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AMD is one of the more popular CPU vendors and a majority of IT administrators are familiar with the technology. However, some IT admins have come across several issues, such as error codes, associated with the CPU's virtualization feature being disabled. There are several ways admins can enable AMD-V in BIOS, such as pressing a specific key prior to boot or using a Windows installation DVD.
AMD-V should come enabled by default, but it is becoming increasingly common for new systems to arrive with virtualization disabled. In most cases, AMD-V is disabled in the BIOS is because the computer manufacturer opted to disable it.
Use AMD-V for virtualization
Both Intel and AMD provide hardware-level virtualization capabilities. Though both companies build quality CPUs, AMD processors tend to be a more popular choice among admins who are trying to stick to a strict budget.
The most compelling reason for enabling hardware-level virtualization on an AMD processor is to host VMs. For example, some editions of Windows 10 come with Microsoft Hyper-V, which enables admins to create and manage VMs. Windows Server also includes Hyper-V, which requires admins to enable virtualization at the hardware level. Enabling virtualization is also required to run competing hypervisors such as VMware ESXi.
In addition, admins are beginning to adopt virtualization as a security platform. For example, Windows Server's Hypervisor Enforced Code Integrity feature is dependent on hardware-level virtualization.
Address errors related to the AMD-V extension
The most common reason why AMD-V is disabled in the BIOS is because the system's vendor has chosen to disable it prior to shipping it from their facility. It's also possible that a previous user accidentally turned off hardware-level virtualization.
It's usually easy to tell if AMD-V is disabled. For example, admins might see an error code such as VERR_SVM_DISABLE or they might find that the Virtual Machine Management Service -- a component of Hyper-V -- is unable to start. If admins are running Windows, they can use the Task Manager to determine whether they have AMD-V enabled.
To do so, admins must open the Task Manager and then select the Performance tab. This tab contains text indicating whether admins have virtualization enabled -- steps might vary depending on the version of Windows. If admins determine that either a vendor or third-party disabled AMD-V in the BIOS, they must reenable it before they can use any virtualization-related features.
The exact method used to enable AMD-V varies widely depending on the make and the model of the system that admins are configuring. The first step in this process is to boot either the BIOS or the Unified Extensible Firmware Interface (UEFI). This typically involves turning on the computer and pressing a specific key prior to the OS beginning to load. The key varies among manufacturers, but some of the more commonly used keys include F1, F2 and Esc.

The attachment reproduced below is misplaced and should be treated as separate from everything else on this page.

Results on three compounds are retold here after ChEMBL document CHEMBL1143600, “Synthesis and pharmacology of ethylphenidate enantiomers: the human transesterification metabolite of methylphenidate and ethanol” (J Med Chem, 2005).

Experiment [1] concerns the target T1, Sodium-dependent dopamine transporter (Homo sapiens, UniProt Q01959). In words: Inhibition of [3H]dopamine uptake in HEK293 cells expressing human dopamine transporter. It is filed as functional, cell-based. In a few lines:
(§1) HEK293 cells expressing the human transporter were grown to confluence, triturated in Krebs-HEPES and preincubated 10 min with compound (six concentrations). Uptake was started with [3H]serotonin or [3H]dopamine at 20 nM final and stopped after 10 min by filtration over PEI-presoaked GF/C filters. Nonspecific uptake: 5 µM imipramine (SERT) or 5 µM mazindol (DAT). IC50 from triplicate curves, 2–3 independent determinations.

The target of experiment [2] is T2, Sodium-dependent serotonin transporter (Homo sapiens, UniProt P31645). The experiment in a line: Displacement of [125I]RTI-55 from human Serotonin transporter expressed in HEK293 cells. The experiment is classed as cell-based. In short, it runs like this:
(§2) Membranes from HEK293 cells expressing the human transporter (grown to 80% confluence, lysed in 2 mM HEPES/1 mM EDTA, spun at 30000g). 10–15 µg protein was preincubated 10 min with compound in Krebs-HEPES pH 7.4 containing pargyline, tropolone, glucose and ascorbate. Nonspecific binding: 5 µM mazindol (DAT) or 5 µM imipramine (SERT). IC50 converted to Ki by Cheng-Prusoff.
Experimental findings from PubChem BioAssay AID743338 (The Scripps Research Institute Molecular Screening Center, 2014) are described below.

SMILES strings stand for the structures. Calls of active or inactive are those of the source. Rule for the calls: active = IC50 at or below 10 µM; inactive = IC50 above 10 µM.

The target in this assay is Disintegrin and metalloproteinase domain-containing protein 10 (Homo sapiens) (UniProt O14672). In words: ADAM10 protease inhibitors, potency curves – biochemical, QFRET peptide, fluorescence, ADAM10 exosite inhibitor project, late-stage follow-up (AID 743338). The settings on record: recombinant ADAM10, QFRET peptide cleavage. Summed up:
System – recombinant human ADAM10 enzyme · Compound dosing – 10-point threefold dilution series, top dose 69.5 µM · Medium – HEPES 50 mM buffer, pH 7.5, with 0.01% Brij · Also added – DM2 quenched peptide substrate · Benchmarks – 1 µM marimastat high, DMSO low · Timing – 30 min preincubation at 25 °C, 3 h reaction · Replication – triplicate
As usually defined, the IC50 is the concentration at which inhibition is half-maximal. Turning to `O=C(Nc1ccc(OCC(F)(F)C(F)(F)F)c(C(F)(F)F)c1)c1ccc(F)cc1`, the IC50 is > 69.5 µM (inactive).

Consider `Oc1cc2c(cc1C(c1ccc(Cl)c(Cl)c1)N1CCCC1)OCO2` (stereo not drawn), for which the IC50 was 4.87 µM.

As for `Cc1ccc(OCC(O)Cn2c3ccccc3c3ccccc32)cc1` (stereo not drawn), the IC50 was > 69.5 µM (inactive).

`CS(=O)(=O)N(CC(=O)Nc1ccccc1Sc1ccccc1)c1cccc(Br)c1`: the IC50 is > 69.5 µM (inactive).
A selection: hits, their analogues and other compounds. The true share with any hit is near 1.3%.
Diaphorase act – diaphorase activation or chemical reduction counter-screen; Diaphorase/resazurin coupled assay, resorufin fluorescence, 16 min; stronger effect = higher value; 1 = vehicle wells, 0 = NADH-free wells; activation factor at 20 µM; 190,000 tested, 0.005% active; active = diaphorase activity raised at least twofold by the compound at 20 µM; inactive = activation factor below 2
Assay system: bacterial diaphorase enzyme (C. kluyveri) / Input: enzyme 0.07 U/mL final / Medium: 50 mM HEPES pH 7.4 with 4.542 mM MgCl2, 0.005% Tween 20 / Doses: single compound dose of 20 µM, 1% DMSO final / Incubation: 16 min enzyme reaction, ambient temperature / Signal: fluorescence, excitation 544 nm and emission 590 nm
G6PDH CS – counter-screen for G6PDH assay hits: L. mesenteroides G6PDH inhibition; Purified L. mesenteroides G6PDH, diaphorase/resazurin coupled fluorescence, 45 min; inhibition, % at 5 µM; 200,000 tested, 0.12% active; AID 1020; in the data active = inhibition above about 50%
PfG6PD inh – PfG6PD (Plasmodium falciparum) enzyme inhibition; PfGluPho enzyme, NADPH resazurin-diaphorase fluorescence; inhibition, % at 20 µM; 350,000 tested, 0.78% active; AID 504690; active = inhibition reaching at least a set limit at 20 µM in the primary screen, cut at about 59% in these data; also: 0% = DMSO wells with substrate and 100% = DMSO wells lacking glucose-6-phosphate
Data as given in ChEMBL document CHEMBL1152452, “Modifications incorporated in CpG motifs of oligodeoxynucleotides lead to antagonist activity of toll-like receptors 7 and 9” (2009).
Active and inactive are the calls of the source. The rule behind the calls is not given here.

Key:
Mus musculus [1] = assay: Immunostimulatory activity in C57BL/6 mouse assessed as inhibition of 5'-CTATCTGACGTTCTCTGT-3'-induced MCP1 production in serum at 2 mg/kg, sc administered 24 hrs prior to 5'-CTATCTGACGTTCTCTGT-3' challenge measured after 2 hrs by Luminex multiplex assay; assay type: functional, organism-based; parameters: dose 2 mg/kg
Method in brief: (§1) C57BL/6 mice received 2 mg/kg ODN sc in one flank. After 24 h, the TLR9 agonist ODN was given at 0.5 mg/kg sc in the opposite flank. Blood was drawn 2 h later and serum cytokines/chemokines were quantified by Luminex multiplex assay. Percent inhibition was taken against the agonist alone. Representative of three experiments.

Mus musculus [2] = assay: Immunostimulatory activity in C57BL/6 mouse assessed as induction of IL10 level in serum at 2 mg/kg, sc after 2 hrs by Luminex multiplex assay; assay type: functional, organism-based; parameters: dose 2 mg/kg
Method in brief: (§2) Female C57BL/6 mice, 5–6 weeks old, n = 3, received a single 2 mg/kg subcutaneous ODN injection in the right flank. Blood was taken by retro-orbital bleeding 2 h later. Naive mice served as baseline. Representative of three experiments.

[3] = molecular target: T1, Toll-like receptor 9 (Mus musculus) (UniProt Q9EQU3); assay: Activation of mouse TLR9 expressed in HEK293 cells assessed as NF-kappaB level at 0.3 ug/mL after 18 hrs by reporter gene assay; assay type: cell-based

However, if admins aren't certain which key their system's manufacturer has designated for UEFI and BIOS access, they can use a Windows 10 installation DVD as an alternative. Admins can also use Windows 8, but the steps are different.
Admins who use a Windows 10 installation DVD will arrive at a screen asking which language they want to install. After choosing the appropriate language, click Next. The following screen displays an Install Now button, as shown in Figure 1. Rather than clicking Install Now, admins must click the Repair your computer link.
At this point, admins must click on Troubleshoot, followed by the UEFI Firmware Settings button, as shown in Figure 2. Then, admins will see a prompt to restart their computer.
Next, admins must click the Restart button and to reboot directly into the UEFI or BIOS. As previously noted, the steps required to enable AMD-V in BIOS vary widely from one system to the next. In most cases, the configuration utility that admins have booted into will include a series of menus. Often, admins can enable AMD-V by going to the Advanced menu and setting the Virtualization option to Enabled. However, some vendors place the Virtualization option on the System Configuration menu instead.
It's worth noting that the option to enable AMD-V in BIOS might be labeled in a variety of ways. For example, admins might see AMD-V listed as Virtualization, Virtualization Support, Virtualization Technology, AMD Virtualization, SVM Mode or Advanced Secure Virtual Machine Mode. Though the Advanced and System Configuration menus are the most common places to find this option, admins might find the option on a submenu, such as Advanced Configuration or CPU Configuration, or on a different menu altogether.